The New York Jets along with owner Woody Johnson on Tuesday continued a long-standing tradition of community service during the Thanksgiving season.
The Jets made a $2,500 donation to the Interfaith Food Pantry's annual Thanksgiving distribution program and volunteered at the event held at Saint Margaret's Church of Scotland in Morristown, N.J. Johnson as well as players David Bowens, Bubba Franks, Brad Kassell, Calvin Pace and Cody Spencer helped distribute some 400 turkeys and all the trimmings for a complete holiday meal to food pantry clients.
Clients got to take home bags of groceries in addition to a turkey. The bags were prepacked with all the fixings for a holiday feast. There was stuffing, yams, gravy, mashed potatoes and pumpkin pie filling. They then got to choose from a selection of condiments, juices and fresh produce, covering all the bases for a proper Thanksgiving meal.
Johnson, who often stresses the importance of good works and being involved in one's community, said he was proud of his players for their service.
"These guys are very young people," he said, "and to start out their career learning how to be a part of the community and learning how to give back, at this age, earlier than I did, I think it's very impressive."
The players shared the owner's enthusiasm about helping any way they could and making it an impactful experience.
"It's good," Bowens said. "This kind of reminds me of being back home when I was a kid and going out and seeing the Detroit Lions. How I remembered it, just the experience, it just made my day."
After reflecting on those childhood memories, Bowens said he was eager to become involved in similar things once he became a professional athlete.
"I just wanted to experience or understand how it would be on the flip side of it, giving that experience to someone else. I can see it on their faces," he said. "And for me it's genuine — I really take a lot of gratitude in doing stuff like this"
"This right here, this means a lot to me," said Franks. "I can remember growing up, we weren't as fortunate as we are now, so I can remember being in that line. And I can remember how the feeling was where you never knew where your next meal was going to come from, so I'm happy to do this. This makes me feel good."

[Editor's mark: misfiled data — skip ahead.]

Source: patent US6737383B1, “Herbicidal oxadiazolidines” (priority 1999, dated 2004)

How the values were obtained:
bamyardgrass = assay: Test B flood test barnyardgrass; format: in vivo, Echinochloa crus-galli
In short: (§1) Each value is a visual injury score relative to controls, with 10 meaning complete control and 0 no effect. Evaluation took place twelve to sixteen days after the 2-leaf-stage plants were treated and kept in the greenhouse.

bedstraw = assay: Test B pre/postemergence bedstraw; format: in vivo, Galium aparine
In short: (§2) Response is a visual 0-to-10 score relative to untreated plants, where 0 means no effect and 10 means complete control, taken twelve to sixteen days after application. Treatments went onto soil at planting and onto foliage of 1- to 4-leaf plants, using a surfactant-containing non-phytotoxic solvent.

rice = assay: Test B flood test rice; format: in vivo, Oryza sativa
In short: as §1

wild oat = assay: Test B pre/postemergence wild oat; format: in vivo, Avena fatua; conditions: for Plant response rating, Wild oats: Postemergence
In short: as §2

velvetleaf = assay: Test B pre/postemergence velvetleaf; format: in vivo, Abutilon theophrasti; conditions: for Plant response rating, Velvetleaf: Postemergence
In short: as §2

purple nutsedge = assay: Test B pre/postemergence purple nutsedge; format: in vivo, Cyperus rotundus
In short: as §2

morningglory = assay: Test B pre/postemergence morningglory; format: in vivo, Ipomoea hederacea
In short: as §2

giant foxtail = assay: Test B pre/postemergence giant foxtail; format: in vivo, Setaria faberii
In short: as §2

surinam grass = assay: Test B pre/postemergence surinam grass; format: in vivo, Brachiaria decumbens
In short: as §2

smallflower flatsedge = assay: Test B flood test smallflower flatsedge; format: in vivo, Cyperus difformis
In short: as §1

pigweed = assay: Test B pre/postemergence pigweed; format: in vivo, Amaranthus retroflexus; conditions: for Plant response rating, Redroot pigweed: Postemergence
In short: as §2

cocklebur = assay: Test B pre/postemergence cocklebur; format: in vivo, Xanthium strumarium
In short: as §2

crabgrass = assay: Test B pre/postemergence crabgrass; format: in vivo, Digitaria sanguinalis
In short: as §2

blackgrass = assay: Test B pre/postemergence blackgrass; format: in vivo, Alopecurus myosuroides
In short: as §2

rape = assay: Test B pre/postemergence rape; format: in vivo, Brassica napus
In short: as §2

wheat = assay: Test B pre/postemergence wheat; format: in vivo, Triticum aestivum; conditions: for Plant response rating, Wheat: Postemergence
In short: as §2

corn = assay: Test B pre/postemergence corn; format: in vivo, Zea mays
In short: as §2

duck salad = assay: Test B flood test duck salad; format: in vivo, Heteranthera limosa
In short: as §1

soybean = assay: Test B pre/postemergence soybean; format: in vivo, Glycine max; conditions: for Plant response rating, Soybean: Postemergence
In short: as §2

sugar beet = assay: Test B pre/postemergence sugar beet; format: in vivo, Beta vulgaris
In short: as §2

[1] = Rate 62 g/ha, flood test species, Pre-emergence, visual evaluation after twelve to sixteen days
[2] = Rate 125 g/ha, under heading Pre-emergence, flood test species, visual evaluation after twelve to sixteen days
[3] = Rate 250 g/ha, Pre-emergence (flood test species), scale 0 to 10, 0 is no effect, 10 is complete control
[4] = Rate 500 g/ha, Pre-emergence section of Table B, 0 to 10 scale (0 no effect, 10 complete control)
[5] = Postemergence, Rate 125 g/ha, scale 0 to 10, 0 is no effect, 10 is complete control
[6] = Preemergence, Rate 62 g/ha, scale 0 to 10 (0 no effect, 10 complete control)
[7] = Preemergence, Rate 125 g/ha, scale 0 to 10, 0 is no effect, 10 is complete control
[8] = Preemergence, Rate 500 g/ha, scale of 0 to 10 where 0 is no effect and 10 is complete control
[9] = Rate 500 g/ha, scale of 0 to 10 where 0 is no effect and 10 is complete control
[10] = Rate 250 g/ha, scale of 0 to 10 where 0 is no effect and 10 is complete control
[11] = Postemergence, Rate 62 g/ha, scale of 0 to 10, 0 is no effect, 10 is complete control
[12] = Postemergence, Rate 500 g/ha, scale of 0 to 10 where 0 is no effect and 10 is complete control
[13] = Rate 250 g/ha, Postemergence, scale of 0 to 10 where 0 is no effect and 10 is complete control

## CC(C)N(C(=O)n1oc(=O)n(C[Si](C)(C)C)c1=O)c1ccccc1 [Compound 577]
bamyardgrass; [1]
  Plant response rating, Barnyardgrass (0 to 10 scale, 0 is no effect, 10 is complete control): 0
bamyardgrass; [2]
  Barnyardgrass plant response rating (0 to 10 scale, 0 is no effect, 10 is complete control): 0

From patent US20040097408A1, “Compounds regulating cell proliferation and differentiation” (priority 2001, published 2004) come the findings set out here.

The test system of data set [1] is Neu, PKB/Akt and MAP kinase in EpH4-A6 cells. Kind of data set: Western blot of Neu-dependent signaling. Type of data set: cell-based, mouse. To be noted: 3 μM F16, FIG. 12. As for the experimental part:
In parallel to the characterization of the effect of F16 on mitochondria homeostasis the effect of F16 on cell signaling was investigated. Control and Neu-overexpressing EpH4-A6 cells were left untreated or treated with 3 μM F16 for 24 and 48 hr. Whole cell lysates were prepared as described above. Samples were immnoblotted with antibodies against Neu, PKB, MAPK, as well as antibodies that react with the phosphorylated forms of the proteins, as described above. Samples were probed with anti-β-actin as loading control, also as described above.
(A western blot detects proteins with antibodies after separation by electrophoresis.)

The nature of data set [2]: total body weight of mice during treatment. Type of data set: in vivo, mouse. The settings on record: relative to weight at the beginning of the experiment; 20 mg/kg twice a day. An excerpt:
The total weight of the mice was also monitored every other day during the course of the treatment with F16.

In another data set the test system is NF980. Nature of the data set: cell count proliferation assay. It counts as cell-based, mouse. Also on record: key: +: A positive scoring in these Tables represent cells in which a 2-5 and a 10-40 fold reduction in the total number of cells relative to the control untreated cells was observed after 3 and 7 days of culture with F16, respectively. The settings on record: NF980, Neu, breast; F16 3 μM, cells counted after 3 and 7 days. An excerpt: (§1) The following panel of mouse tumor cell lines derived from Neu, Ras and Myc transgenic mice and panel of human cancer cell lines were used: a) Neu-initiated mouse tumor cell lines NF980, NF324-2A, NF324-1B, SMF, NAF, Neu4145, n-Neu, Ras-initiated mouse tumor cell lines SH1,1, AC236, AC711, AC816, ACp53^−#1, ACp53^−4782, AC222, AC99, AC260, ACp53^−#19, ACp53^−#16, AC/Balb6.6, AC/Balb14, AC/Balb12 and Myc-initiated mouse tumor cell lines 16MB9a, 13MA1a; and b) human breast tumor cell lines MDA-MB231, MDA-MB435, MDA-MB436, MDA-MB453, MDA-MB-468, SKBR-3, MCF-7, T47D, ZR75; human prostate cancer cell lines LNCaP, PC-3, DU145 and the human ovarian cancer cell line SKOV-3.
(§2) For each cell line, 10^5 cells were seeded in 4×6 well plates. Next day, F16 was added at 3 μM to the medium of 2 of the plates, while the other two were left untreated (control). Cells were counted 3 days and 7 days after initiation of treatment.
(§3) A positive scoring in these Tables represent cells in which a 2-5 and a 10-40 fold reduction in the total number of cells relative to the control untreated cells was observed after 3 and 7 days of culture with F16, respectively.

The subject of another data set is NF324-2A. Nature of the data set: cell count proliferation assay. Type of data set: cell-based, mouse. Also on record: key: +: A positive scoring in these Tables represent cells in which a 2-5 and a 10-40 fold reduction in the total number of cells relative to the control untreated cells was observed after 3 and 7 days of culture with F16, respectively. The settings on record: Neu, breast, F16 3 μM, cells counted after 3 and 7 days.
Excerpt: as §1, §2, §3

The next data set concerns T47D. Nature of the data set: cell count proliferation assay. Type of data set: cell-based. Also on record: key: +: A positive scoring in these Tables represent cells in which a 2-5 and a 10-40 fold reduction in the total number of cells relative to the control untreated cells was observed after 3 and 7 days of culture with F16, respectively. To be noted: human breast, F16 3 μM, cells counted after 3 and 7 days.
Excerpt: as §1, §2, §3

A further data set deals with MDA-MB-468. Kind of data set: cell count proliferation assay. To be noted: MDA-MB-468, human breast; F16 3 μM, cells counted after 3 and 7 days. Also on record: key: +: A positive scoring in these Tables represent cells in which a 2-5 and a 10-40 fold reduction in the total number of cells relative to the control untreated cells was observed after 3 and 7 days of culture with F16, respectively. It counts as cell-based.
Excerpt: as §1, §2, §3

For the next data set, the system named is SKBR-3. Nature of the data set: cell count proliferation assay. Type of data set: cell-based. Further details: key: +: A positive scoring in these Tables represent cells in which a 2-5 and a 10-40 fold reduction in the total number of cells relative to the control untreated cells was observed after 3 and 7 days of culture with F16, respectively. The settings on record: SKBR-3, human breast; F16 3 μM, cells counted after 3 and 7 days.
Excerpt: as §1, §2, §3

Franks, a Riverside, Calif., native who spent the day handing out turkeys and helping folks carry food to their cars, learned that events like these aren't just for the very poor.
"It's amazing the type of people you see when you come here, because you have hard-working families who are coming out here to get a turkey," he said. "It just goes to show the kind of economic crisis we're in now."
"Most people are quite surprised when you hear 'Morris County in Need,' " said Rosemary Gilmartin, executive director of the Interfaith Food Pantry. "You tend to think of it as one of the wealthiest counties in the country, but there are thousands and thousands of people who are low-wage earners or senior citizens. A lot of people have lost their jobs recently. So we have over 1,500 families that come to us for food every single month."
Gilmartin hopes the Jets' contribution this year will help raise volunteer and donor awareness to meet the need in Morris County, but also appreciated the Jets' visitation in a more practical way.
"It's been really fantastic because there's a lot of food and it was really, really heavy," she said.
They also worked alongside other local volunteers, many of whom donate their time more regularly.
"I was talking to the young lady over here and she said they do this every Thursday," said Bowens. "It just shows the kind of heart that these people have to help those who aren't as fortunate."
There seemed to be a theme with Thanksgiving and where it ranks with the players. Said Spencer:
"I enjoy Thanksgiving because we get to just look back and be thankful for everything that we have — our families, being fortunate enough to play in the NFL, waking up every day healthy. It's my favorite holiday. You have no dates, no presents. You just eat, watch football and hang out, enjoy time with your family."
"Oh, it's the best holiday," said Franks. "No. 1, you get to eat all day, and No. 2, you don't have to worry about buying gifts and presents. It's really the only day you're allowed to pig out and not have to worry about it. You'll pay for it later, but at the time you're going to enjoy it. Plus you get to spend that time with your family."
It's possible that these Jets took just a little bit more pleasure from the day's event knowing that they were a part of helping so many families eat heartily this Thanksgiving.